1. Oil prices: Oil prices rose on 26 February, hitting three-weeks high, supported by strong U.S. demand and comments from Saudi Arabia that it would continue to curb production in line with OPEC-led efforts. Brent crude rose 19 cents to settle at $67.50 a barrel. U.S. West Texas Intermediate futures rose 36 cents to settle at $63.91 a barrel, after hitting a 20-day high of $64.24.

Prices were supported by Saudi Energy Minister Khalid al-Falih, who said on 24 February that his country’s January-March crude production would be well below output caps, with exports averaging less than 7 million barrels per day. He said Saudi Arabia hoped OPEC and its allies would be able to relax production cuts next year and create a permanent framework to stabilize oil markets after the current agreement on supply cuts ends this year.

2. India-Saudi Arabia energy ties: During a two-day visit to India, Saudi energy minister Khalid al Falih said on 24 February that Saudi Arabia was not bothered by "short-term fluctuations" in its share of crude oil supplies to India, the world's third largest importer, and was looking to take on a new joint venture refinery project. "We've seen refiners react to buy opportunities that they get from time to time. But, at the end of the day we know from eight decades of supplying the world with energy that our partners will find the value in long-term stability," Falih told reporters in New Delhi.

India's top crude oil supplier for several years, Saudi Arabia lost its top spot last year to Iraq, and has seen its export numbers fall. India is set to import 36.5 million tonnes from the Kingdom in the current financial year to March, down 7.6% from 39.5 million tonnes last year. This is from total imports of 214 million tonnes, meeting 80% of its crude oil needs.

Falih was in India to discuss increased Saudi involvement in the Indian energy sector. This includes an invitation by the petroleum ministry to participate in its Strategic Petroleum Reserve programme. India has become Saudi Arabia's priority destination for investment, with Saudi Aramco CEO Amin Nasser saying in October that it was keen to play a bigger role as a crude and LPG supplier to feed an anticipated rise in demand. The company forecasts Indian crude oil demand could nearly double to 10 million b/d by 2040, while its gas demand would also more than triple.

Aramco also hopes to take part in a number of major refining projects with Indian oil companies. This includes plans by Indian Oil Corp., Hindustan Petroleum Corp. Ltd. and Bharat Petroleum Corp. Ltd. to build a new 60 million mt/year (1.2 million b/d) grassroots refinery in Maharashtra.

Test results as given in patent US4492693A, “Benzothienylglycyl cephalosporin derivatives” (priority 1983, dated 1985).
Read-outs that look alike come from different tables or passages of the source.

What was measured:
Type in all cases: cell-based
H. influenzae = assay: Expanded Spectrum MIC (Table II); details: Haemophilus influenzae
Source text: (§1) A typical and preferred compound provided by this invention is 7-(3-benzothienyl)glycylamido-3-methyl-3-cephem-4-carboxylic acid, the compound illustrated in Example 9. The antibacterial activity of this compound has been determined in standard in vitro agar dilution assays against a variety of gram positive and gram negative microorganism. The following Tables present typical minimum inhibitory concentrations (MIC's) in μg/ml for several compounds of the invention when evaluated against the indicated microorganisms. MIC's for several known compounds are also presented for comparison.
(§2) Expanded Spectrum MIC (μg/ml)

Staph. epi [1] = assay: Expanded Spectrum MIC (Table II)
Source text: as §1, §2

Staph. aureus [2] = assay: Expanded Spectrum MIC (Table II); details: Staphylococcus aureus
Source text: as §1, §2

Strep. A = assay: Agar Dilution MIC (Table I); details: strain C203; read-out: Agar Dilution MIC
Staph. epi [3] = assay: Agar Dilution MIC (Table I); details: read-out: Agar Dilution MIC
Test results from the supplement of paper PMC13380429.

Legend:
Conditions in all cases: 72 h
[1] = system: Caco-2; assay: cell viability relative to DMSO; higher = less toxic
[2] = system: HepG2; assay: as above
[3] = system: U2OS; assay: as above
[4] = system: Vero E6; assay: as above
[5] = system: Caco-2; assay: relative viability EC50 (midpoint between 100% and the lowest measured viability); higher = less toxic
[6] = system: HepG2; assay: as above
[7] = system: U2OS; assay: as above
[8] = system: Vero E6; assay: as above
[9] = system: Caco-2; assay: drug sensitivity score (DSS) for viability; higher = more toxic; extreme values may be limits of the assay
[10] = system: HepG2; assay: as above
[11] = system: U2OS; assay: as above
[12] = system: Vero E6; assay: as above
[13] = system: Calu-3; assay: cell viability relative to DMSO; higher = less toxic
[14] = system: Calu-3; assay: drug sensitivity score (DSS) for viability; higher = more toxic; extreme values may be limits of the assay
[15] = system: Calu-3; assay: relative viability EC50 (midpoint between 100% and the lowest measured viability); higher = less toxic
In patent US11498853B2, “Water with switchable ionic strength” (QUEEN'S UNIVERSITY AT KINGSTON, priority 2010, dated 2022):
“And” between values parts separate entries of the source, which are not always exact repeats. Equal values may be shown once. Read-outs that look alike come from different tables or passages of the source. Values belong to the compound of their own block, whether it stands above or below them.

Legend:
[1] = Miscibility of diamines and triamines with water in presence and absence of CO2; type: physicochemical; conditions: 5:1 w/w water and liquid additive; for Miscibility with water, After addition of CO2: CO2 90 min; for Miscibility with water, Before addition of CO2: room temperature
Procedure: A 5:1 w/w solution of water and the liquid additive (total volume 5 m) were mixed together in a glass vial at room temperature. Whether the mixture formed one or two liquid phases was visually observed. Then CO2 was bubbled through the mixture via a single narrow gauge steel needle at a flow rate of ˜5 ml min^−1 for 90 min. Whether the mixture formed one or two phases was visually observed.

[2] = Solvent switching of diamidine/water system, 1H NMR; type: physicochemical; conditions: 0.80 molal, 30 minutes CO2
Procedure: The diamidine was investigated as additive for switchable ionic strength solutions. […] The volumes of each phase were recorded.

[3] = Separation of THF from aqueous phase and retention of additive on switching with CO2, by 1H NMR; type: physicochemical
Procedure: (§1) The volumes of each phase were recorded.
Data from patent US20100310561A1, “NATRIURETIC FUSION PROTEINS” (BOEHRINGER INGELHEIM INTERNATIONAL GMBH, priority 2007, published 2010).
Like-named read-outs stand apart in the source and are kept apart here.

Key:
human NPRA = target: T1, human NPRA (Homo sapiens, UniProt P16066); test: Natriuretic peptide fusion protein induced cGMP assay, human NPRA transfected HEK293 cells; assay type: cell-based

"The more the better," Falih said when asked how much stake Aramco was looking to acquire in the project. "But certainly we are not constrained by capital, and we are not constrained by feedstock, and we are not constrained by size", he said.

The refinery is expected to start up around 2020-21. It would be Aramco's first foray into India's refining sector. It already has joint ventures in the US, South Korea, Japan, China and Indonesia. It also has plans for further projects in China and Malaysia, and wants to eventually raise its total downstream capacity to 8 million-10 million b/d from around 5.4 million b/d currently.

Falih also said Aramco was "in principle" interested in entering India's fuel retail business, but would not provide details of any discussions on the matter. "I will leave that to Aramco downstream organizations to look at," he said.

 

March 3, 2018

About the Author

Ambassador Talmiz Ahmad joined the Indian Foreign Service in 1974. Early in his career, he was posted in a number of West Asian countries such as Kuwait, Iraq and Yemen and later, between 1987 and 1990, he was Consul General in Jeddah. He also held positions in the Indian missions in New York, London and Pretoria. He served as Indian Ambassador to Saudi Arabia (2000-03; 2010-11); Oman (2003-04), and the UAE (2007-10). He was also Additional Secretary for International Cooperation in the Ministry of Petroleum and Natural Gas in 2004-06. In July 2011, the Saudi Government conferred on him the King Abdul Aziz Medal First Class for his contribution to the promotion of Indo – Saudi relations. After retirement from the Foreign Service in 2011, he worked in the corporate sector in Dubai for three years. He is now a full-time academic and holds the Ram Sathe Chair for International Studies, Symbiosis International University. He has published three books: Reform in the Arab World: External Influences and Regional Debates (2005), Children of Abraham at War: the Clash of Messianic Militarisms (2010), and The Islamist Challenge in West Asia: Doctrinal and Political Competitions after the Arab Spring (2013). He writes and lectures frequently on Political Islam, the politics and economics of West Asia and the Indian Ocean and energy security issues.